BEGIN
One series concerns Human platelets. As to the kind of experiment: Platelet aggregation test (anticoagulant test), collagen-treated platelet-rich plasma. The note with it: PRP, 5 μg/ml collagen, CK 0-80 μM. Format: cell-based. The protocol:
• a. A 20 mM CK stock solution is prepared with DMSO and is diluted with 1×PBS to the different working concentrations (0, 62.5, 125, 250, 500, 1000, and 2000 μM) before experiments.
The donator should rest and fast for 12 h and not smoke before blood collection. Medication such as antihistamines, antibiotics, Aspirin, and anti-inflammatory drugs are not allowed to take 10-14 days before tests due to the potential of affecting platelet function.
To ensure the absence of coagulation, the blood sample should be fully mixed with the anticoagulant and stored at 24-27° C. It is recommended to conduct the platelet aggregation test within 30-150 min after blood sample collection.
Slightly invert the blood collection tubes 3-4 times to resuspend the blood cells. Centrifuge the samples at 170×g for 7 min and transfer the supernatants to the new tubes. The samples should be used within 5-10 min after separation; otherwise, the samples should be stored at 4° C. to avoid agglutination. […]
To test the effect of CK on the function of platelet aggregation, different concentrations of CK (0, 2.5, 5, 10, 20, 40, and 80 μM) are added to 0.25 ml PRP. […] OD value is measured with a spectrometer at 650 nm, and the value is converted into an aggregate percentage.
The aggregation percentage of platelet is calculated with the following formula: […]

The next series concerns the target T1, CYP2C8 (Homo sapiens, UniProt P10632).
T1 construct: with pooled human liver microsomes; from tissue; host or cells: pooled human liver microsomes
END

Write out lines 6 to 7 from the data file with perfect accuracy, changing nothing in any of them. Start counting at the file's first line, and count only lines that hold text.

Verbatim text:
To test the effect of CK on the function of platelet aggregation, different concentrations of CK (0, 2.5, 5, 10, 20, 40, and 80 μM) are added to 0.25 ml PRP. […] OD value is measured with a spectrometer at 650 nm, and the value is converted into an aggregate percentage.
The aggregation percentage of platelet is calculated with the following formula: […]